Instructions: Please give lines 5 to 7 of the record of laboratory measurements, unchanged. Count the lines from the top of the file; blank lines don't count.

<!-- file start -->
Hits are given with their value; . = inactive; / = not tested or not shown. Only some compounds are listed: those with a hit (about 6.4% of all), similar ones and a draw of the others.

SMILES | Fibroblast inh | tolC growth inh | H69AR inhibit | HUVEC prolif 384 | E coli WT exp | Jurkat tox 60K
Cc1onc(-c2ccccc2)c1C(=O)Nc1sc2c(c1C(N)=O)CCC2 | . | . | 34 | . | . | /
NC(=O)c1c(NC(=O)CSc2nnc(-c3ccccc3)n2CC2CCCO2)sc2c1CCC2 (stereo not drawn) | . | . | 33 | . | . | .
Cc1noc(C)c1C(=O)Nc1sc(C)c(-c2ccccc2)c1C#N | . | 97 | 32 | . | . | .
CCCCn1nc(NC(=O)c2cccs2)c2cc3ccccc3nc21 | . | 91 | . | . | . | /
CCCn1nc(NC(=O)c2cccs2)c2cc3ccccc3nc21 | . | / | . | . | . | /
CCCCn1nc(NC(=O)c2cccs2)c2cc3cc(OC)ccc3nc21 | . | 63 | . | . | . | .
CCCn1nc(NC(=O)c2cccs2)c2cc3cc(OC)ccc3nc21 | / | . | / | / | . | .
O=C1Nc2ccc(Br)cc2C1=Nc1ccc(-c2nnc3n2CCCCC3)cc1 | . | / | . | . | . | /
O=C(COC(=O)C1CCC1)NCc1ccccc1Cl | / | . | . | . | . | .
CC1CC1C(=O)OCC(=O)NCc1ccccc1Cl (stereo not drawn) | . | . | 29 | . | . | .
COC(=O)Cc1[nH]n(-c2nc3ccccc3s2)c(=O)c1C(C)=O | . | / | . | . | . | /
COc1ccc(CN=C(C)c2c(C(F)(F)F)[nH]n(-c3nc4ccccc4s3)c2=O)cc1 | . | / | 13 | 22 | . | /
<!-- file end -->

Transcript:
Cc1noc(C)c1C(=O)Nc1sc(C)c(-c2ccccc2)c1C#N | . | 97 | 32 | . | . | .
CCCCn1nc(NC(=O)c2cccs2)c2cc3ccccc3nc21 | . | 91 | . | . | . | /
CCCn1nc(NC(=O)c2cccs2)c2cc3ccccc3nc21 | . | / | . | . | . | /